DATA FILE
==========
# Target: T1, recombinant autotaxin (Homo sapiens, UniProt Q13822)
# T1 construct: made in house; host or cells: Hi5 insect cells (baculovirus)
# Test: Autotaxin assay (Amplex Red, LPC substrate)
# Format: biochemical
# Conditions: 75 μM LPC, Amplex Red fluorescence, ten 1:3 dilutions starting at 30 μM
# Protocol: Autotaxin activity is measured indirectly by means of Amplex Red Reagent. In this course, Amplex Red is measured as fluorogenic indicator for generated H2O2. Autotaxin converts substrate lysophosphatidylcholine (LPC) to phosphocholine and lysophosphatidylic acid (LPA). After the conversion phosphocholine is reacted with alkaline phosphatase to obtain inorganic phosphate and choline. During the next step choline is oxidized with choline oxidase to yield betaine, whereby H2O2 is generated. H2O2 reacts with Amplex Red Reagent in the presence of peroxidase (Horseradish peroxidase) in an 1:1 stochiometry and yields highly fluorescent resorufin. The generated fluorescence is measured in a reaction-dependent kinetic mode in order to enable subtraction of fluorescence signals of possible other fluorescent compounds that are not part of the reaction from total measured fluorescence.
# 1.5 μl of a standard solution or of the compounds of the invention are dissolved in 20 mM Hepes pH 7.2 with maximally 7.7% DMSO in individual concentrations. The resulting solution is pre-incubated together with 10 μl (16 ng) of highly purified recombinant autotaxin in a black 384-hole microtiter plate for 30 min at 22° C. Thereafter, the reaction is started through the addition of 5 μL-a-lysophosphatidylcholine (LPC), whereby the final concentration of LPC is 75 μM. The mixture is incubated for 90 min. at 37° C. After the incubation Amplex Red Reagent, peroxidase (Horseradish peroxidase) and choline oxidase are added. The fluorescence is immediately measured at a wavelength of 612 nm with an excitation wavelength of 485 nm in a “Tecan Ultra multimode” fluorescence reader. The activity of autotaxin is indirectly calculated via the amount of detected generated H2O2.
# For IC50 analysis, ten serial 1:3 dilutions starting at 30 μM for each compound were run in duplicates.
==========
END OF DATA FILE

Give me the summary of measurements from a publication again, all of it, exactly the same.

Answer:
# Target: T1, recombinant autotaxin (Homo sapiens, UniProt Q13822)
# T1 construct: made in house; host or cells: Hi5 insect cells (baculovirus)
# Test: Autotaxin assay (Amplex Red, LPC substrate)
# Format: biochemical
# Conditions: 75 μM LPC, Amplex Red fluorescence, ten 1:3 dilutions starting at 30 μM
# Protocol: Autotaxin activity is measured indirectly by means of Amplex Red Reagent. In this course, Amplex Red is measured as fluorogenic indicator for generated H2O2. Autotaxin converts substrate lysophosphatidylcholine (LPC) to phosphocholine and lysophosphatidylic acid (LPA). After the conversion phosphocholine is reacted with alkaline phosphatase to obtain inorganic phosphate and choline. During the next step choline is oxidized with choline oxidase to yield betaine, whereby H2O2 is generated. H2O2 reacts with Amplex Red Reagent in the presence of peroxidase (Horseradish peroxidase) in an 1:1 stochiometry and yields highly fluorescent resorufin. The generated fluorescence is measured in a reaction-dependent kinetic mode in order to enable subtraction of fluorescence signals of possible other fluorescent compounds that are not part of the reaction from total measured fluorescence.
# 1.5 μl of a standard solution or of the compounds of the invention are dissolved in 20 mM Hepes pH 7.2 with maximally 7.7% DMSO in individual concentrations. The resulting solution is pre-incubated together with 10 μl (16 ng) of highly purified recombinant autotaxin in a black 384-hole microtiter plate for 30 min at 22° C. Thereafter, the reaction is started through the addition of 5 μL-a-lysophosphatidylcholine (LPC), whereby the final concentration of LPC is 75 μM. The mixture is incubated for 90 min. at 37° C. After the incubation Amplex Red Reagent, peroxidase (Horseradish peroxidase) and choline oxidase are added. The fluorescence is immediately measured at a wavelength of 612 nm with an excitation wavelength of 485 nm in a “Tecan Ultra multimode” fluorescence reader. The activity of autotaxin is indirectly calculated via the amount of detected generated H2O2.
# For IC50 analysis, ten serial 1:3 dilutions starting at 30 μM for each compound were run in duplicates.